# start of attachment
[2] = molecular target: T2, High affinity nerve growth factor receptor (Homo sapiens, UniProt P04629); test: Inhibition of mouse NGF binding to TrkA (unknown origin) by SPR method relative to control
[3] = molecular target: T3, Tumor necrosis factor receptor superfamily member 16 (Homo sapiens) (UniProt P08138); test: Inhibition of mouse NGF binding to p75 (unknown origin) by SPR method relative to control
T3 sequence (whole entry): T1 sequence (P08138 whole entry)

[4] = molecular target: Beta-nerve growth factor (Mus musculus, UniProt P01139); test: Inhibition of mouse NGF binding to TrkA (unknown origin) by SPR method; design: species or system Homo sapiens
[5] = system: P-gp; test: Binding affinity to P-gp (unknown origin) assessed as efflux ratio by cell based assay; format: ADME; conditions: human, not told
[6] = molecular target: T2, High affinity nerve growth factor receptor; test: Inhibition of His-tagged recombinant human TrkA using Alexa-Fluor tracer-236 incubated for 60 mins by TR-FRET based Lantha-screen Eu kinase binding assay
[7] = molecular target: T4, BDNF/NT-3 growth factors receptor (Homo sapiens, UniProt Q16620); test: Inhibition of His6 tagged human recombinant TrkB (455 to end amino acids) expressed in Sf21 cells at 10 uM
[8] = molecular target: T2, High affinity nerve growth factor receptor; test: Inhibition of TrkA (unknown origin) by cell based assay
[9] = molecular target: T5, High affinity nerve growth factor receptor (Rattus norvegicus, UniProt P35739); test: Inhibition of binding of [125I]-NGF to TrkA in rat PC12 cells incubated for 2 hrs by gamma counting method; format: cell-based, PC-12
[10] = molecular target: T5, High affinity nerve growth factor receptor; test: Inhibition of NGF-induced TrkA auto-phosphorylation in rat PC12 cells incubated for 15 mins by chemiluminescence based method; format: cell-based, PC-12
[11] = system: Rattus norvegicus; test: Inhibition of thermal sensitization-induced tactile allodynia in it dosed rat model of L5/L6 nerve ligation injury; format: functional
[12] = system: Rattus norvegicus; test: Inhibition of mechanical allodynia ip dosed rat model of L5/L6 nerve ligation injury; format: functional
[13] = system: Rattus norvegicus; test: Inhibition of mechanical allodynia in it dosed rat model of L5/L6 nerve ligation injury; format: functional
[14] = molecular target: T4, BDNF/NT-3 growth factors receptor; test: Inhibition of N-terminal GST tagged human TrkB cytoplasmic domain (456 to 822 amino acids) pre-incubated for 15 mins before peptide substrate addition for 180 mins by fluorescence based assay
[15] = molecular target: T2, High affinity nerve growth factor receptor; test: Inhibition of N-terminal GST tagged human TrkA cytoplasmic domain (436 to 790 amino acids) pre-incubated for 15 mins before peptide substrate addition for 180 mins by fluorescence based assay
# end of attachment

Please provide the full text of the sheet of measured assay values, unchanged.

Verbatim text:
[2] = molecular target: T2, High affinity nerve growth factor receptor (Homo sapiens, UniProt P04629); test: Inhibition of mouse NGF binding to TrkA (unknown origin) by SPR method relative to control
[3] = molecular target: T3, Tumor necrosis factor receptor superfamily member 16 (Homo sapiens) (UniProt P08138); test: Inhibition of mouse NGF binding to p75 (unknown origin) by SPR method relative to control
T3 sequence (whole entry): T1 sequence (P08138 whole entry)

[4] = molecular target: Beta-nerve growth factor (Mus musculus, UniProt P01139); test: Inhibition of mouse NGF binding to TrkA (unknown origin) by SPR method; design: species or system Homo sapiens
[5] = system: P-gp; test: Binding affinity to P-gp (unknown origin) assessed as efflux ratio by cell based assay; format: ADME; conditions: human, not told
[6] = molecular target: T2, High affinity nerve growth factor receptor; test: Inhibition of His-tagged recombinant human TrkA using Alexa-Fluor tracer-236 incubated for 60 mins by TR-FRET based Lantha-screen Eu kinase binding assay
[7] = molecular target: T4, BDNF/NT-3 growth factors receptor (Homo sapiens, UniProt Q16620); test: Inhibition of His6 tagged human recombinant TrkB (455 to end amino acids) expressed in Sf21 cells at 10 uM
[8] = molecular target: T2, High affinity nerve growth factor receptor; test: Inhibition of TrkA (unknown origin) by cell based assay
[9] = molecular target: T5, High affinity nerve growth factor receptor (Rattus norvegicus, UniProt P35739); test: Inhibition of binding of [125I]-NGF to TrkA in rat PC12 cells incubated for 2 hrs by gamma counting method; format: cell-based, PC-12
[10] = molecular target: T5, High affinity nerve growth factor receptor; test: Inhibition of NGF-induced TrkA auto-phosphorylation in rat PC12 cells incubated for 15 mins by chemiluminescence based method; format: cell-based, PC-12
[11] = system: Rattus norvegicus; test: Inhibition of thermal sensitization-induced tactile allodynia in it dosed rat model of L5/L6 nerve ligation injury; format: functional
[12] = system: Rattus norvegicus; test: Inhibition of mechanical allodynia ip dosed rat model of L5/L6 nerve ligation injury; format: functional
[13] = system: Rattus norvegicus; test: Inhibition of mechanical allodynia in it dosed rat model of L5/L6 nerve ligation injury; format: functional
[14] = molecular target: T4, BDNF/NT-3 growth factors receptor; test: Inhibition of N-terminal GST tagged human TrkB cytoplasmic domain (456 to 822 amino acids) pre-incubated for 15 mins before peptide substrate addition for 180 mins by fluorescence based assay
[15] = molecular target: T2, High affinity nerve growth factor receptor; test: Inhibition of N-terminal GST tagged human TrkA cytoplasmic domain (436 to 790 amino acids) pre-incubated for 15 mins before peptide substrate addition for 180 mins by fluorescence based assay